Features: October 19th, 2012

The factors that can put a child at risk of being out of education, employment or training at age 16 are complex and varied. But uncovering them earlier is crucial to successfully improving outcomes for young people, says Dr Christopher Arnold, Senior Educational Psychologist at Sandwell Council.

Shania is 13 years old and she has just moved into a new home with her parents and two younger brothers. Her father is a lorry driver. Her mother used to work as a bookkeeper in a local office but she was made redundant three years ago and she has been unable to find regular work since then.

There have been some problems with Shania’s attendance and behaviour in school over the last few years and she doesn’t really know what she would like to do when she leaves formal education.

On first glance, Shania may not appear to be among the most vulnerable groups of children. But the early intervention work we have been doing in Sandwell to cut youth unemployment has revealed that, in our area at least, a child like Shania is at high risk of ending up as one of almost a million 16 to 18-year-olds in the UK today who are not in education, employment or training (NEET).

Being able to identify young people at risk of ending up NEET while they are still at school is crucial to improving their life chances and preventing them from becoming trapped on a downward spiral of hardship that continues to blight them into adulthood.

Looking at the figures

In my view, intervening earlier to reduce youth joblessness is like installing a fire alarm in a family’s home rather than relying on a fire engine to put out the fire once it has taken hold.

The social and economic benefits of preventing even one child from ending up NEET at aged 16 cannot be ignored.

Research has shown that young NEETs are:

? 22 times more likely to be parents under 18
? 60% more likely to use drugs
? 20 times more likely to commit crime
? 50% more likely to have poor health
? likely to have 10 years less life expectancy

And according to the New Economics Foundation, for every £1 invested in schemes designed to catch problems early and prevent their reoccurrence, the benefit to society has been worth between £7.60 and £9.20.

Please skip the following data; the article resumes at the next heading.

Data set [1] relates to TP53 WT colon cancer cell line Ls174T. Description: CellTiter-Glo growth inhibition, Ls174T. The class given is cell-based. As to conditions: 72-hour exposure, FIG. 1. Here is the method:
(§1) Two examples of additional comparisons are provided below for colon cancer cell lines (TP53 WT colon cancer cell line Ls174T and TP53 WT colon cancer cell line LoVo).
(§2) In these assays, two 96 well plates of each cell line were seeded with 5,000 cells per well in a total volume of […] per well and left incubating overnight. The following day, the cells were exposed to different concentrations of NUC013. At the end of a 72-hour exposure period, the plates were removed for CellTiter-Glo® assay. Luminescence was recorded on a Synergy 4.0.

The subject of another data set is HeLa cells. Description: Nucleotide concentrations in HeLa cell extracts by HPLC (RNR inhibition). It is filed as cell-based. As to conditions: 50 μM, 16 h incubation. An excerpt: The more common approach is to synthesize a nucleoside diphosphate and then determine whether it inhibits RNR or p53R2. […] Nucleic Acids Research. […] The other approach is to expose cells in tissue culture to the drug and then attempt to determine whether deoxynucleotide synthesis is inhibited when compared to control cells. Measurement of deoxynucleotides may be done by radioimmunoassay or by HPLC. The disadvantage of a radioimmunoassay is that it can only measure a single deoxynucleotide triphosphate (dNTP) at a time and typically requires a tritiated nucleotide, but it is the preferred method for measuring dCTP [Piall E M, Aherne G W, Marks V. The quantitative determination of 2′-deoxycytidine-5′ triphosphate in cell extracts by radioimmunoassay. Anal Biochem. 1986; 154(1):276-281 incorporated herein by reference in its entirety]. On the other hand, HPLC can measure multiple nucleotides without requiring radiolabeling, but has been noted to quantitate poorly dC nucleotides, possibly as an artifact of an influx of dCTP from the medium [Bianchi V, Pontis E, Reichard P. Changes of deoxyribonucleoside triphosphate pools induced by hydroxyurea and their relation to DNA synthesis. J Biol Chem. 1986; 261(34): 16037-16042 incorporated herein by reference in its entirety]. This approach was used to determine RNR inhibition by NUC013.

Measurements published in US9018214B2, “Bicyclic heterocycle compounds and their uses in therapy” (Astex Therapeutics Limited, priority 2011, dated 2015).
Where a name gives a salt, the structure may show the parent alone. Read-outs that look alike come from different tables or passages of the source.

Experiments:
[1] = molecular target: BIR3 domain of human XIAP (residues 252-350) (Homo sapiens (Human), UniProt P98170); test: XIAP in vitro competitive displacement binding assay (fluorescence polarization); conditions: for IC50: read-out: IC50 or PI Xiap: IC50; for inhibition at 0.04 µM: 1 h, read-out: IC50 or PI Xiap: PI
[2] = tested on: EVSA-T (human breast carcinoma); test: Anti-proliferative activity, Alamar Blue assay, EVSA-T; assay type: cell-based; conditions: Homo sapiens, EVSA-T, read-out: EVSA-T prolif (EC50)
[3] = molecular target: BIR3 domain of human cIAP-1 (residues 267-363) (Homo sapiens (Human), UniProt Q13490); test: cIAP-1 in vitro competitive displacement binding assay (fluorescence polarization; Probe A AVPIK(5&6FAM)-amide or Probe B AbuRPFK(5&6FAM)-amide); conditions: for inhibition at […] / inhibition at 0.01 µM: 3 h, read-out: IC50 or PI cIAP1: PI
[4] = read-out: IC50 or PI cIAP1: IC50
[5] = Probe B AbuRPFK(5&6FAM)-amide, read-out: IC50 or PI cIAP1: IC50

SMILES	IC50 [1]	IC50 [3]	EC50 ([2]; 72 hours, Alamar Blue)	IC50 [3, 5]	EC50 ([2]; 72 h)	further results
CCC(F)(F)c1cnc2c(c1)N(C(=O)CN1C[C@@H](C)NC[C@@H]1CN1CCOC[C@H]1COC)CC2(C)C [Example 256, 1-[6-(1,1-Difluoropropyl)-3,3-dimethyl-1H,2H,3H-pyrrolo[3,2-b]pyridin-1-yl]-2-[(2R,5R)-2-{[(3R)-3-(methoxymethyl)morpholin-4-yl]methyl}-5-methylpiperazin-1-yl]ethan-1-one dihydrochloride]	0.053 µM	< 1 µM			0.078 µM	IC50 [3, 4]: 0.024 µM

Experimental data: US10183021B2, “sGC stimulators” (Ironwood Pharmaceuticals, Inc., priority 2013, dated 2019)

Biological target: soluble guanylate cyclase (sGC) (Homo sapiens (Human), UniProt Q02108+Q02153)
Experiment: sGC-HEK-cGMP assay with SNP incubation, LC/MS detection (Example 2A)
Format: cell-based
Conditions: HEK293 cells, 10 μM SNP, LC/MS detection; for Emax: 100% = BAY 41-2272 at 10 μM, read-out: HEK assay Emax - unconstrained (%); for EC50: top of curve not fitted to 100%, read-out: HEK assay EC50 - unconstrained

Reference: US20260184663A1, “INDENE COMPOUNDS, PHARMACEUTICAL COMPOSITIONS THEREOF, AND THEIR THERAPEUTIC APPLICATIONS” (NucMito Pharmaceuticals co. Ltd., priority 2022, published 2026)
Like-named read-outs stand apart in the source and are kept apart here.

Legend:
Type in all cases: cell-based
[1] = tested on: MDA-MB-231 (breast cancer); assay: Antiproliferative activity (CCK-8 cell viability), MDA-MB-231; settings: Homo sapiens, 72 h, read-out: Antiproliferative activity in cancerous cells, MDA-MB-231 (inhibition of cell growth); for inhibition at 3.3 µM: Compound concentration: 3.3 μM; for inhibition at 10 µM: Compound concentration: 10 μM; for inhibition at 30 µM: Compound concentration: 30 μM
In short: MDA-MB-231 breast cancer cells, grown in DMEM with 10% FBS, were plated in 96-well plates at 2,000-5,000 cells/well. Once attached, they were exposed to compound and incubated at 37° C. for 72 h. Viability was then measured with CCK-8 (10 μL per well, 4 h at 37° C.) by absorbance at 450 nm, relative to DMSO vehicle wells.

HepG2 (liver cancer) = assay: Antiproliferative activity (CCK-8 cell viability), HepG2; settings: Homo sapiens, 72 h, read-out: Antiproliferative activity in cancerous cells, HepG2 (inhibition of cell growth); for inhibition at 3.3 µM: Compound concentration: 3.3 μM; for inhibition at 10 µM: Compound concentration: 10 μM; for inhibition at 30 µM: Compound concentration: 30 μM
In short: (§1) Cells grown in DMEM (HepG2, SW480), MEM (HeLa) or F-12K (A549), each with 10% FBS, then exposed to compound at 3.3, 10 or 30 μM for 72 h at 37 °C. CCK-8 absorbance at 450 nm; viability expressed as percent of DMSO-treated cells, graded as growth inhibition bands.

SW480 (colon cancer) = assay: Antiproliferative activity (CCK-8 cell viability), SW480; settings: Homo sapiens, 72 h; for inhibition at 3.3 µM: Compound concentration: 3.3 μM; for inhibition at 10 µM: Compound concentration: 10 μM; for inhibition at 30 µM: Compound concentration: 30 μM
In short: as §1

But to intervene earlier, authorities need to know what factors put children in their area at greater risk of becoming NEET in later life. They can then target services and support when and where they are needed to make a difference. This is something that we have been focussed on achieving in Sandwell.

The importance of data

We have been looking at how we can identify young people at risk of becoming NEET while they are still in school. Critical to the success of this work was the analysis of historical data the authority already holds on those young people in the area who have become NEET in the past.

By scrutinising our data we were able to identify some of the key indicators that could potentially reduce a child’s chances of being in education, employment or training at 16 years old.

We were also able to use the information available to us to grade these indicators in terms of their potential to increase a child’s vulnerability to future joblessness. The screening tool was designed so that the more NEET risk factors a child has, the higher their vulnerability score would be. This helped us to highlight those children who were most at risk.

Interestingly, the data showed us that being looked after, having one parent at home and even prior involvement with drugs are not the most significant factors in predicting a child’s future job prospects.